Powerline Communications Networking
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Powerline Networking Intro

Broadband over Power Line
Power Line Communication
Broadband Power Line
Powerline Broadband
Powerline Communication
Powerline Network


27th March 2023      
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Low Bandwidth Digital Devices 

  • X10
  • CEBus
  • LonWorks

    High Bandwidth Digital Devices

  • Characteristics of Powerline
  • Attenuation
  • Noise

    OFDM Modulation Over Powerline

    Theory of Operation



    Power line communications stands for the use of power supply grid for communication purpose. Power line network has very extensive infrastructure in nearly each building. Because of that fact the use of this network for transmission of data in addition to power supply has gained a lot of attention. Since power line was devised for transmission of power at 50-60 Hz and at most 400 Hz, the use this medium for data transmission, at high frequencies, presents some technically challenging problems. Besides large attenuation, power line is one of the most electrically contaminated environments, which makes communication extremely difficult. Further more the restrictions imposed on the use of various frequency bands in the power line spectrum limit the achievable data rates.

    Power lines connect the power generation station to a variety of customers dispersed over a wide region. Power transmission is done using varying voltage levels and power line cables. Power line cable characteristics and the number of crossovers play an important role in determining the kind of communication technology that needs to be used. Based on the voltage levels at which they transfer power lines can be categorized as follows

    1. High-tension lines: These connect electricity generation stations to distribution stations. The voltage levels on these lines is typically in the order of hundreds of kilovolts and they run over distances of the order of tens of kilometers.

    2. Medium-tension lines: These connect the distribution stations to pole mounted transformers. The voltage levels are of the order of a few kilo volts and they run over distances of the order of a few kilometers.

    3. Low-tension lines: These connect pole-mounted transformers to individual households. The voltage levels on these lines are of the order of a few hundred volts and these run over distances of the order of a few hundred meters.

    High-tension lines represent excellent carriers for RF energy as we only find open wire equipment with very few crossovers. A transmission power of about 10 watts is often sufficient to overcome distances of more than 500 kilometers. Around the year 1922 the first carrier frequency system (CFS) began to operate on high-tension lines in the frequency range of 15-1500 KHz. During the past and even nowadays the main purpose of CFS was to maintain the operability of the power supply. While in former times speech transmission was dominated, today we have more and more digital data communications due to the rapid progress of overall automation. Through the application of modern digital modulation and coding schemes, a significant enhancement of bandwidth efficiency could be achieved for CFS.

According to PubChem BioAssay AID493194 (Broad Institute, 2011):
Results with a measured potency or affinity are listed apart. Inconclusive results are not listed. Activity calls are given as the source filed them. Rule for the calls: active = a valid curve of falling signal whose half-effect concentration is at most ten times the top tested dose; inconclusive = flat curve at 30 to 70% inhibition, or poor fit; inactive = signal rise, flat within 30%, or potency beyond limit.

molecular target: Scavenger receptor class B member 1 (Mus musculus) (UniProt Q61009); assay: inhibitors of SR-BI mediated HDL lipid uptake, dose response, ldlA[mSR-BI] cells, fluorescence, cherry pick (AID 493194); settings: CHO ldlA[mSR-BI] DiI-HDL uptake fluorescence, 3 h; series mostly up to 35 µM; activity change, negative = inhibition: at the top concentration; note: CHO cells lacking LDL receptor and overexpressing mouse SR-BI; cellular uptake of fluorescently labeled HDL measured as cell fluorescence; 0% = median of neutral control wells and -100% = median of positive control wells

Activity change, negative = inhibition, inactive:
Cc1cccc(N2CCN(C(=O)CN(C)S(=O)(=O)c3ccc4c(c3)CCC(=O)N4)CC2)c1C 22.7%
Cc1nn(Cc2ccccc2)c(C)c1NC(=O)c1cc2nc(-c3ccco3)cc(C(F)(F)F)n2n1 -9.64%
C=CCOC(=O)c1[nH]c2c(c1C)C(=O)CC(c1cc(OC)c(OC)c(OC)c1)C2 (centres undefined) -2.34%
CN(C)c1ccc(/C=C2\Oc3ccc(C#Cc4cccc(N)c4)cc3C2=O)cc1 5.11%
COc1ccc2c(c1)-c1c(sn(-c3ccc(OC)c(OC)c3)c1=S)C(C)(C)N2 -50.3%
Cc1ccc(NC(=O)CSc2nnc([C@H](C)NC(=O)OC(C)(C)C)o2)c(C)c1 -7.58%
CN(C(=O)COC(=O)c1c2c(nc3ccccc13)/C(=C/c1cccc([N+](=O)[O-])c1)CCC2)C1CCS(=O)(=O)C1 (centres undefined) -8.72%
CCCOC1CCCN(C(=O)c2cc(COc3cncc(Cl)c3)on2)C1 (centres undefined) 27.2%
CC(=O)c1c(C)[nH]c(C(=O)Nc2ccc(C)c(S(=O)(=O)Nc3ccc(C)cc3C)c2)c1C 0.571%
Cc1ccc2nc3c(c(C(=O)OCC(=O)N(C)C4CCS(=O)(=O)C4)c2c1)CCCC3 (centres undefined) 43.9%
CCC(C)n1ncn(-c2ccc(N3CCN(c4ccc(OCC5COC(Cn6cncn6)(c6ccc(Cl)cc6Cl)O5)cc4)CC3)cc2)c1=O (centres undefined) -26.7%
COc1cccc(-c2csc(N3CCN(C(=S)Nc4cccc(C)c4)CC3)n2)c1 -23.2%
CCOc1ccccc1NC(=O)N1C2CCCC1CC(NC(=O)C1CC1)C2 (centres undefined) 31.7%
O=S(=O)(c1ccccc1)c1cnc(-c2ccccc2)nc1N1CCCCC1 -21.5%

Medium- and low-tension lines are characterized by large number of cross connections and different conductor types (e.g. open wire and cable). Long distance RF signal propagation is extremely bad in this environment because of high attenuation and impedance matching problems. Around the year 1930 ripple carrier signaling (RCS) began to operate on these lines. These used frequency range below 3 KHz down to 125 Hz with amplitude shift keying (ASK) modulation technique. The data rates achieved by RCS was of the order of a few bits per second. Load management and automatic reconfiguration of power distribution networks were among the most important tasks performed by RCS.

    We see that the use of power line communications in the past was mainly for use by the Utility Corporations (UCs) in maintaining the seamless power supply [Juj 98]. The UCs generally regarded the power distribution wiring as a "natural" medium for their communication needs, as all-important stations are connected. Recently, data communications over low-tension lines has gained a lot of attention [Bro99, Kai98]. This is fuel by the explosive growth of Internet along with advances in digital signal processing, error correction coding and electronic hardware. These helped in achieving medium to high data rates over low-tension power lines. Digital devices using low-tension power lines can be categorized based on the bandwidth they use. They are

    1. Low bandwidth digital devices

    2. High bandwidth digital devices

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